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Next September Barnes & Noble plans to open a store in the Shoppes at Chino Hills at Grand Avenue and Peyton Drive in Chino Hills, Calif., near Los Angeles. The store will stock close to 200,000 book, music, DVD and magazine titles. 

 


Harper: Sandwich by Catherine Newman


Holiday Hum: Seeking Wisdom at the Bookworm of Edwards

So far the title of the season at the Bookworm of Edwards in Edwards, Colo.--a 750-sq.-ft. store near the Vail and Beaver Creek ski resorts--is The Intellectual Devotional: Revive Your Mind, Complete Your Education, and Roam Confidently with the Cultured Class by David Kidder and Noah Oppenheim. The book consists of 365 daily doses of wisdom drawn from seven fields of knowledge: history, literature, philosophy, mathematics and science, religion, fine arts and music.

"It's a wonderful gift book for people of all ages, anywhere from 15 to 95," said Nicole Magistro, who owns the Bookworm with Neda Jansen. "It's perfect for those people for whom you just don't know what to get." Magistro is handselling the title, and customers often purchase multiple copies. "Yesterday I sold 10 copies to two people," said Magistro, who is hoping she can keep the Rodale book in stock through the holiday season. (The title is on back order with a third printing apparently scheduled.)

"For us the hand sell is the most important thing, and I think that's why The Intellectual Devotional is doing so well," said Magistro.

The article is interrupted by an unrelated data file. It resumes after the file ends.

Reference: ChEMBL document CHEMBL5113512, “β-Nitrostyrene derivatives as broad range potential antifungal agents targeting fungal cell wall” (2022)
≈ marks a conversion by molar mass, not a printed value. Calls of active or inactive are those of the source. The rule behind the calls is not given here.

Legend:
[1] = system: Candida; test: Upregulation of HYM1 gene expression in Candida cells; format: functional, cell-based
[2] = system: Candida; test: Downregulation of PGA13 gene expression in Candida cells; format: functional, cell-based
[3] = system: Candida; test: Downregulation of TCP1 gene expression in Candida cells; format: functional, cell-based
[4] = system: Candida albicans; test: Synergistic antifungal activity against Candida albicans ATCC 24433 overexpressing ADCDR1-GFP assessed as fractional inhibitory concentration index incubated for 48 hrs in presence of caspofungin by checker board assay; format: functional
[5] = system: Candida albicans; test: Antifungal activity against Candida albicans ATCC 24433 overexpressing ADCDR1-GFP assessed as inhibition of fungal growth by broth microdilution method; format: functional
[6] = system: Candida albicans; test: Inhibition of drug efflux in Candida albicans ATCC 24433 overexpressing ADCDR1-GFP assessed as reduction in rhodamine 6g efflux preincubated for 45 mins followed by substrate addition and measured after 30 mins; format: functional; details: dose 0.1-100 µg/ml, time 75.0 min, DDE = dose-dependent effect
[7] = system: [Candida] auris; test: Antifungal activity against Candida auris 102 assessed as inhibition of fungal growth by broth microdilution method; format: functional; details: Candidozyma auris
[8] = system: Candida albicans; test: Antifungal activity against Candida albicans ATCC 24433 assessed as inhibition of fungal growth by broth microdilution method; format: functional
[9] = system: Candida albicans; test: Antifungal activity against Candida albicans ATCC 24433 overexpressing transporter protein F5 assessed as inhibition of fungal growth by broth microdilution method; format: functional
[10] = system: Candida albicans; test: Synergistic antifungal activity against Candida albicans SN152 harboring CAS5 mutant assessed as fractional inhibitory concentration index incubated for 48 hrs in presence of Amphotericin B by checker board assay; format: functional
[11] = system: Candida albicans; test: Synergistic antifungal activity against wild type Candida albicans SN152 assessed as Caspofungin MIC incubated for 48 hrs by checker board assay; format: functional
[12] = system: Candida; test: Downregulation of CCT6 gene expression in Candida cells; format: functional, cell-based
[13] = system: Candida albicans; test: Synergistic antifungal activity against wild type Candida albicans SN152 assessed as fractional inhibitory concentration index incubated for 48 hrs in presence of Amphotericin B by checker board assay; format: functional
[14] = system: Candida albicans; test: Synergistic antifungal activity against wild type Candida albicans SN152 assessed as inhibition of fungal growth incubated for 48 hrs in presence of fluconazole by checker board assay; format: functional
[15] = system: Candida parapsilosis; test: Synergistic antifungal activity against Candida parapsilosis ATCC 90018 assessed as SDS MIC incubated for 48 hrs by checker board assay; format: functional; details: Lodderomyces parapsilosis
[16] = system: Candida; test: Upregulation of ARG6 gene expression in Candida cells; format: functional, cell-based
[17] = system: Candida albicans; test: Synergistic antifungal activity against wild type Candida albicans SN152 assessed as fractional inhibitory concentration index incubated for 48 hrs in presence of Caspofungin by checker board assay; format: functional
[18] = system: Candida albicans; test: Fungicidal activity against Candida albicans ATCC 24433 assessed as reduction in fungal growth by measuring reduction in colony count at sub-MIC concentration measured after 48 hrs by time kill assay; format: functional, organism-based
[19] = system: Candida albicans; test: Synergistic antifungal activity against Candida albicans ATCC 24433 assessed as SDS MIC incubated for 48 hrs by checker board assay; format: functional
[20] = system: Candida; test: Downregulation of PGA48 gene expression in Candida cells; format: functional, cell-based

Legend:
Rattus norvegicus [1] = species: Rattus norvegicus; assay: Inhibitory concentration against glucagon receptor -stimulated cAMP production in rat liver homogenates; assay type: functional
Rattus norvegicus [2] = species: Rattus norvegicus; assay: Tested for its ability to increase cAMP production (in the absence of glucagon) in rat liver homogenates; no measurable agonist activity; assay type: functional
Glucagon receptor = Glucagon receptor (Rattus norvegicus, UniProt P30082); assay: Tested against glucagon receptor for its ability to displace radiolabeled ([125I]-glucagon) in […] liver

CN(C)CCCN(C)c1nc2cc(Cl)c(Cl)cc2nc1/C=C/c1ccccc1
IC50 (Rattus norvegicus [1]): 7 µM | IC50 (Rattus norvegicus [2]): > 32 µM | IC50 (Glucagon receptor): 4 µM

Some customers, of course, come in looking for big books like "the new Patterson," and she anticipates some sales from books like For One More Day by Mitch Albom and French Women for All Seasons: A Year of Secrets, Recipes and Pleasure by Mireille Guiliano, but generally national bestsellers "don't sell that much for us. People can get those everywhere." The store's customers tend to "want something different, and we feel really comfortable with that."

Children's book sales "are enormous for us at Christmas," Magistro said. Robert Sabuda's pop-up books are perennial favorites, and this season Magistro cited the author's recently published The 12 Days of Christmas Anniversary Edition: A Pop-up Celebration as a likely customer favorite. Boxed sets of classics by Dr. Seuss and Little House on the Prairie books are also popular choices. "The Night Before Christmas is usually the top-selling Christmas book," Magistro said, surpassing even The Polar Express and How the Grinch Stole Christmas.